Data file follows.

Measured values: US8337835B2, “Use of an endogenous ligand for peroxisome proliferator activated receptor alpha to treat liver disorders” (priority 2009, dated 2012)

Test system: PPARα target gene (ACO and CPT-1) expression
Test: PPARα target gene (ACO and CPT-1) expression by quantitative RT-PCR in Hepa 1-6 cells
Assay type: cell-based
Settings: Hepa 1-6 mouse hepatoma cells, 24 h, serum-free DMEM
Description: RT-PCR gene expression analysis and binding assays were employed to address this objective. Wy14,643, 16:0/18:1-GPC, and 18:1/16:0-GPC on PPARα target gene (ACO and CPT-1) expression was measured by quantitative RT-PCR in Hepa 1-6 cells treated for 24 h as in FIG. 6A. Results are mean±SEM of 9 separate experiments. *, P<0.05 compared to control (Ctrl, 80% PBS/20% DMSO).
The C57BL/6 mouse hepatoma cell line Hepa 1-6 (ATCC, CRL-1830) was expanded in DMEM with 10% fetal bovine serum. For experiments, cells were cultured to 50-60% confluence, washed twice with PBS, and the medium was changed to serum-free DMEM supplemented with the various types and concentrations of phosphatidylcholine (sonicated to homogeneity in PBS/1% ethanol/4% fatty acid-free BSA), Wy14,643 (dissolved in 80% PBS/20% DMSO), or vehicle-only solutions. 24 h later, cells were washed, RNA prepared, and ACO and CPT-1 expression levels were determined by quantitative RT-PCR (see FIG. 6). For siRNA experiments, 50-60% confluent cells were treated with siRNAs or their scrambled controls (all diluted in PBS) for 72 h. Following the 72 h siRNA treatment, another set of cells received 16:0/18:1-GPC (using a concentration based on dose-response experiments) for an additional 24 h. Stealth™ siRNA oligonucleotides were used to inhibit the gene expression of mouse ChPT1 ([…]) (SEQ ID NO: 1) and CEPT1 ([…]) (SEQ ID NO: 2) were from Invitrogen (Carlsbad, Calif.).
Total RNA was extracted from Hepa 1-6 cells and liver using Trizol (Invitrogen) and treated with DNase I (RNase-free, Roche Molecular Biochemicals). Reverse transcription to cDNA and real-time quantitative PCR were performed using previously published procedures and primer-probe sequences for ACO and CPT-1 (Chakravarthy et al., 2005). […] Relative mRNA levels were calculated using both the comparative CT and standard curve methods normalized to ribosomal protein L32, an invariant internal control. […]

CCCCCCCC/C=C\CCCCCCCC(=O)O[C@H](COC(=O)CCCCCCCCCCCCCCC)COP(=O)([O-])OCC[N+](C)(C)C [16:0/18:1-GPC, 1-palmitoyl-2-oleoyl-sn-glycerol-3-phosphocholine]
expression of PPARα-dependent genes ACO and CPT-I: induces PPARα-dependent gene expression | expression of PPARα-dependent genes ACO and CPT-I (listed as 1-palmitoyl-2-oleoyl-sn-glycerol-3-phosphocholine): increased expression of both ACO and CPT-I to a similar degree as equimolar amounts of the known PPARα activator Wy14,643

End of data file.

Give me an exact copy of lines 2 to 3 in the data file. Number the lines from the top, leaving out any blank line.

Test system: PPARα target gene (ACO and CPT-1) expression
Test: PPARα target gene (ACO and CPT-1) expression by quantitative RT-PCR in Hepa 1-6 cells